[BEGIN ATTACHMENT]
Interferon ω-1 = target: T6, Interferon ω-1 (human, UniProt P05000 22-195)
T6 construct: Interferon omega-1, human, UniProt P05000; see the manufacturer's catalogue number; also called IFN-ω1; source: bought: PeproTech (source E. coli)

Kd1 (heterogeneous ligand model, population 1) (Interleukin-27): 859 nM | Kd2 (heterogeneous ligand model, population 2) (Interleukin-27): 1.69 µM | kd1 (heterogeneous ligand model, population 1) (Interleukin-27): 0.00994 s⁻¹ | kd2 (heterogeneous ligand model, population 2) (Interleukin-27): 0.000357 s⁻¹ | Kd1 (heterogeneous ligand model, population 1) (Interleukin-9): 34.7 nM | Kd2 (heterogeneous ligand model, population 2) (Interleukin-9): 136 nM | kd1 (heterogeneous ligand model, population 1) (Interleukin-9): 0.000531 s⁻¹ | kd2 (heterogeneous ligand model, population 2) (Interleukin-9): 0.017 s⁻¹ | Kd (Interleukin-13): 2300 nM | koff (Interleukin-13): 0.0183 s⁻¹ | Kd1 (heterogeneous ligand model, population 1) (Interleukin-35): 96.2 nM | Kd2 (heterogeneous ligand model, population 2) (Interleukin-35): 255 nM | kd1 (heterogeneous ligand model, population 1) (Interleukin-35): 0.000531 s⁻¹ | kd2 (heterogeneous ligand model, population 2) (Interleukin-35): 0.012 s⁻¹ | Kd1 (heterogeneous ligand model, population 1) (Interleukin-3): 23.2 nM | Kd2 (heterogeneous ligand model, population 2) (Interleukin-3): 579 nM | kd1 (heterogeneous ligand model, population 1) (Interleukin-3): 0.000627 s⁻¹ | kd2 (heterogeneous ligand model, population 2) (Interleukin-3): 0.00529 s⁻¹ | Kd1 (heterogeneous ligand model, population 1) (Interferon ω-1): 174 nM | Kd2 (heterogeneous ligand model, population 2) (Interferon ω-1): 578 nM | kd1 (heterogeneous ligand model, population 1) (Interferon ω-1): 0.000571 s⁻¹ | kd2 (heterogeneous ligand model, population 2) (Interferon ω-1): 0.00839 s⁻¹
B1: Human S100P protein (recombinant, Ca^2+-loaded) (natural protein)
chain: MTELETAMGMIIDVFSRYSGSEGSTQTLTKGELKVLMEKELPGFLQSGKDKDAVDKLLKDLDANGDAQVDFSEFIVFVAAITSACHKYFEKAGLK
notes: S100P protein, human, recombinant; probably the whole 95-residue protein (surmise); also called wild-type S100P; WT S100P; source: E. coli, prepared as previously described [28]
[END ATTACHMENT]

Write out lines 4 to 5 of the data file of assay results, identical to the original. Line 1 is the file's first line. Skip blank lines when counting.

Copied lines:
B1: Human S100P protein (recombinant, Ca^2+-loaded) (natural protein)
chain: MTELETAMGMIIDVFSRYSGSEGSTQTLTKGELKVLMEKELPGFLQSGKDKDAVDKLLKDLDANGDAQVDFSEFIVFVAAITSACHKYFEKAGLK